The Great War was the largest conflict in history up to that time. Millions of French, British, Russian, and German soldiers mobilized for battle. German forces fought their way toward France, but Belgian resistance foiled Germany’s plans for a quick victory. Both sides dug deep trenches along the battlefront to protect their armies from enemy fire. The fighting on this Western Front turned into a long, deadly stalemate, a deadlock that neither side could break. Technology made World War I different from earlier wars.
Modern weapons caused high casualties. In 1915, first Germany then the Allies began using poison gas. Advances in technology brought about the introduction of tanks, airplanes, and modern submarines. Germany used zeppelins to bomb the English coast. Both sides equipped airplanes with machine guns. Pilots known as “flying aces” confronted each other in the skies, but these “dog fights” had little effect on the ground war. German submarines, called U-boats, did tremendous damage to the Allied shipping. To defend against them, the Allies organized convoys, or groups of merchant ships protected by warships. On Europe’s Eastern Front, battle lines shifted back and forth, sometimes over large areas. Casualties rose higher than on the Western Front.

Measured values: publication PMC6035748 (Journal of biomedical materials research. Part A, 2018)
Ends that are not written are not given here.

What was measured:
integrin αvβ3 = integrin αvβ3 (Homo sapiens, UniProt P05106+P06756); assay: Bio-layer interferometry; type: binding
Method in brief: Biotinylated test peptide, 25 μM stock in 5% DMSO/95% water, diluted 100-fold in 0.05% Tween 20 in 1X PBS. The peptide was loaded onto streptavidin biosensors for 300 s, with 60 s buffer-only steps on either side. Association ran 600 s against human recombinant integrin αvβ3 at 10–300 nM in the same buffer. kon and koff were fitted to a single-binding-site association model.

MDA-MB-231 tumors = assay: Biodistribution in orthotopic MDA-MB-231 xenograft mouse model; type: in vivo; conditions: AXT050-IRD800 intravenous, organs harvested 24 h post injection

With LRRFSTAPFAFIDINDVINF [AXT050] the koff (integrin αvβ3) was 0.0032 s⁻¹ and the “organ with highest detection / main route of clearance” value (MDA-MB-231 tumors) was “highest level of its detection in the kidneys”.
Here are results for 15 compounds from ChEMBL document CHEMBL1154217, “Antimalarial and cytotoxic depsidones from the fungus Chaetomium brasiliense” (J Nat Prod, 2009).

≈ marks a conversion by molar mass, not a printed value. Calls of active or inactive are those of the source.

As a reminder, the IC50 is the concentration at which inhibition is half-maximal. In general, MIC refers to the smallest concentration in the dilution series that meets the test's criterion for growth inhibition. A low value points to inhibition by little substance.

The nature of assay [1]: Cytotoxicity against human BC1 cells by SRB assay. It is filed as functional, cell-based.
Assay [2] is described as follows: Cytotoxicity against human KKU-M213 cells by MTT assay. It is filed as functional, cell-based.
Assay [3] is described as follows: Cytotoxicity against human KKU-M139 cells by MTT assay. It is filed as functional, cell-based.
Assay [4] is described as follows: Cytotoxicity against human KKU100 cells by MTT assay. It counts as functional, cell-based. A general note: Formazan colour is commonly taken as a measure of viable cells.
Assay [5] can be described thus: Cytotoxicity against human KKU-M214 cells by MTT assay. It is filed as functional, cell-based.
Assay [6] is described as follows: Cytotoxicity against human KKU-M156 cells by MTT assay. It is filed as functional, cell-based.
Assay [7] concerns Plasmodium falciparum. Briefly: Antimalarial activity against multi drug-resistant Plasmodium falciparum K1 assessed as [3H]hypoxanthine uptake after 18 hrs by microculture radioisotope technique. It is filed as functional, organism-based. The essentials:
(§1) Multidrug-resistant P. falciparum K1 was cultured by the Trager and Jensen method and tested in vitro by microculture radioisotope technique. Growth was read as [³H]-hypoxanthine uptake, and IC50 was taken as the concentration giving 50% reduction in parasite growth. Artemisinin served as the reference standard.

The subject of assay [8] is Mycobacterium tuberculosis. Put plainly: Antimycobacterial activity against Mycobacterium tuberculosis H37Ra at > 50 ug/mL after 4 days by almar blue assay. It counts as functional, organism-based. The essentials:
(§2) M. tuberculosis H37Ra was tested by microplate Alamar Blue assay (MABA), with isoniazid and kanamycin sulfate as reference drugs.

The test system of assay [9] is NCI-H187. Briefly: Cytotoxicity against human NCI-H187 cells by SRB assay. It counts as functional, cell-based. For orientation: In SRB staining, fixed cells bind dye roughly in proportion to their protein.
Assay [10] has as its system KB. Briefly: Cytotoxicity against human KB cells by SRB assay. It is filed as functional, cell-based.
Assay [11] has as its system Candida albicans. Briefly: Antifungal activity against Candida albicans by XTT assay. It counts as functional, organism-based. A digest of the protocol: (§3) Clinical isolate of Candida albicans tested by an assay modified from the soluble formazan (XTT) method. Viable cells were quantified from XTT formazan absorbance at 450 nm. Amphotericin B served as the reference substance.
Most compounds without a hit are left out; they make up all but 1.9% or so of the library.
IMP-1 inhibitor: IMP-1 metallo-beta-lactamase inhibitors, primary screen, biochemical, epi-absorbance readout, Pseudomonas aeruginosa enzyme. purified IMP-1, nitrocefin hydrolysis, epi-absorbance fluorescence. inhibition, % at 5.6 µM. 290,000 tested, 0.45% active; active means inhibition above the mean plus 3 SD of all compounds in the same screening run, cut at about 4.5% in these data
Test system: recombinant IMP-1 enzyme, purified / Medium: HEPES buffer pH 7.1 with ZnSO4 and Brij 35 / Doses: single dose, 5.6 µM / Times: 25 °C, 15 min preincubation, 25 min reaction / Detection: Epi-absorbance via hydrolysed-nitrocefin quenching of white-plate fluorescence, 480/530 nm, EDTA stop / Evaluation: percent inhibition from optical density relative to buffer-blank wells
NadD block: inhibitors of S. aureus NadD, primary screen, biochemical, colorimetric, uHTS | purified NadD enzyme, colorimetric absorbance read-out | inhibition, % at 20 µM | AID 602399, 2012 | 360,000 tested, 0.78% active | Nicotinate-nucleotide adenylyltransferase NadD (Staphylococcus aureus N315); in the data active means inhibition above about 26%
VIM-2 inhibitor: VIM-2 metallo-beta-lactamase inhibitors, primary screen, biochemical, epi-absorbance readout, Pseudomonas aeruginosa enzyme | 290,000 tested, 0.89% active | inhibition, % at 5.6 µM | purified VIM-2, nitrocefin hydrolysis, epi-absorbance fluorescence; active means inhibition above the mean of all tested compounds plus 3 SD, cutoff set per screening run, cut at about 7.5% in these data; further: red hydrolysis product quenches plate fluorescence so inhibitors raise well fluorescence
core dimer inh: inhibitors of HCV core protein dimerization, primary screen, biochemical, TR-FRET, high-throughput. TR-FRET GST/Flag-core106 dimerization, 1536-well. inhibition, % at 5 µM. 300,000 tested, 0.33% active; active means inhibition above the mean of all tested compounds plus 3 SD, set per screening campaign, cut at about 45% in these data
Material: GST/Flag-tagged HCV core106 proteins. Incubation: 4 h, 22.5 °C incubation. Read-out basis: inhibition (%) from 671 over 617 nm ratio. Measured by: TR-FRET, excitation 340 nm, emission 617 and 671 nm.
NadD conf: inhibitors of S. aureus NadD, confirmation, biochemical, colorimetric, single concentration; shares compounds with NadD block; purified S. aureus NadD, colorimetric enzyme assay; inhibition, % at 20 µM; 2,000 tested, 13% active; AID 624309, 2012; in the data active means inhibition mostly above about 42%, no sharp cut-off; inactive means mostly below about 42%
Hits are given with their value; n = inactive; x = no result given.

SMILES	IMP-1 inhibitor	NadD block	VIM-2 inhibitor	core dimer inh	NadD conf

Russia was ill-prepared and suffered a disastrous defeat when pushing into eastern Germany. In 1915, Italy declared war on Austria-Hungary and Germany. In 1917, the Austrians and Germans launched a major offensive against the Italians. Although most of the fighting took place in Europe, World War I was a global conflict. Japan used the war to seize German outposts in China and islands in the Pacific. The Ottoman empire joined the Central Powers. Its strategic location enabled it to cut off Allied supply lines to Russia through the Dardanelles, a vital strait..
The Ottoman Turks were hard hit in the Middle East, however. Arab nationalists revolted against Ottoman rule. The British sent T.E. Lawrence, or Lawrence of Arabia, to aid the Arabs. European colonies in Africa and Asia were also drawn into the war.
Review Questions 1. Why did a stalemate develop on the Western Front?
2. How did technology make World War I different from earlier wars?
WWI Total War